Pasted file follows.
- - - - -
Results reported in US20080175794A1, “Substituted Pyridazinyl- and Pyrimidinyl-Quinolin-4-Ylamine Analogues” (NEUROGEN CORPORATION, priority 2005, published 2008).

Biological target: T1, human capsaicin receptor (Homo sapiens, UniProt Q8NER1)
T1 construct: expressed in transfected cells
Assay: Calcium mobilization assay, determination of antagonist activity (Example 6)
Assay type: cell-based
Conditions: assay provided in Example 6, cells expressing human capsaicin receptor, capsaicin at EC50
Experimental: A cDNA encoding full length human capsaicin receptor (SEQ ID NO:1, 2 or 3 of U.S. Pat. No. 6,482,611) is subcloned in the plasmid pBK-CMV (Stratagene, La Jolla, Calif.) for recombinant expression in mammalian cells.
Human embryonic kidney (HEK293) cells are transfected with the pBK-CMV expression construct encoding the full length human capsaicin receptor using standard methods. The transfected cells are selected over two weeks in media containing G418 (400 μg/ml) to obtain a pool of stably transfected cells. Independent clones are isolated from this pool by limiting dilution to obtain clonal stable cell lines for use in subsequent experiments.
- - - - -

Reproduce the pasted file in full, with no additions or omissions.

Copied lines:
Results reported in US20080175794A1, “Substituted Pyridazinyl- and Pyrimidinyl-Quinolin-4-Ylamine Analogues” (NEUROGEN CORPORATION, priority 2005, published 2008).

Biological target: T1, human capsaicin receptor (Homo sapiens, UniProt Q8NER1)
T1 construct: expressed in transfected cells
Assay: Calcium mobilization assay, determination of antagonist activity (Example 6)
Assay type: cell-based
Conditions: assay provided in Example 6, cells expressing human capsaicin receptor, capsaicin at EC50
Experimental: A cDNA encoding full length human capsaicin receptor (SEQ ID NO:1, 2 or 3 of U.S. Pat. No. 6,482,611) is subcloned in the plasmid pBK-CMV (Stratagene, La Jolla, Calif.) for recombinant expression in mammalian cells.
Human embryonic kidney (HEK293) cells are transfected with the pBK-CMV expression construct encoding the full length human capsaicin receptor using standard methods. The transfected cells are selected over two weeks in media containing G418 (400 μg/ml) to obtain a pool of stably transfected cells. Independent clones are isolated from this pool by limiting dilution to obtain clonal stable cell lines for use in subsequent experiments.